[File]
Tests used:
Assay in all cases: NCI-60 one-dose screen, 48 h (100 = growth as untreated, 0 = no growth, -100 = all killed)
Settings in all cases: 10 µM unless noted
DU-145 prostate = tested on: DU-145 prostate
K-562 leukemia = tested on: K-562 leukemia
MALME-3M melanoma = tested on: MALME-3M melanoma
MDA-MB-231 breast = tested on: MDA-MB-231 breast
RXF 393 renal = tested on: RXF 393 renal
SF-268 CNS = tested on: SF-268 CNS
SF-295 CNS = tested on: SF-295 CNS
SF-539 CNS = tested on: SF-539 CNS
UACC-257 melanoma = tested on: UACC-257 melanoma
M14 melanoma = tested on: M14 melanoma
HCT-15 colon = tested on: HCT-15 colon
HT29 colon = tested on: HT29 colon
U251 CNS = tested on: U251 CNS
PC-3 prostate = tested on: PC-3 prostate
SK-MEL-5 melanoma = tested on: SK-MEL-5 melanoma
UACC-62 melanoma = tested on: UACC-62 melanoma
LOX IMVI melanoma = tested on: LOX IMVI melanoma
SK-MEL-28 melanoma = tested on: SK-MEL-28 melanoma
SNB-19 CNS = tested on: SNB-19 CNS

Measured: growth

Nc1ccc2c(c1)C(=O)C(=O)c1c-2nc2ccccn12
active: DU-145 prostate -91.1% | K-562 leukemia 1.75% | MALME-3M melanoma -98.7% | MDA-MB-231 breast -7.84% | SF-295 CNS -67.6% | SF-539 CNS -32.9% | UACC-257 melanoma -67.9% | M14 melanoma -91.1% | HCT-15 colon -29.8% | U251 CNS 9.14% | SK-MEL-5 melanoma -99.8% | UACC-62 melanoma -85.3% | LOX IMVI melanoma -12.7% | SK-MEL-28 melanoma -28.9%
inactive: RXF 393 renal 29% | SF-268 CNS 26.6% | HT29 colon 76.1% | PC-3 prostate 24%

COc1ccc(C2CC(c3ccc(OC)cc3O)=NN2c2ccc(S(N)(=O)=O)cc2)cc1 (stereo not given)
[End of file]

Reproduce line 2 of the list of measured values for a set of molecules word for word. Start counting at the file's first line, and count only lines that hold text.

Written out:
Assay in all cases: NCI-60 one-dose screen, 48 h (100 = growth as untreated, 0 = no growth, -100 = all killed)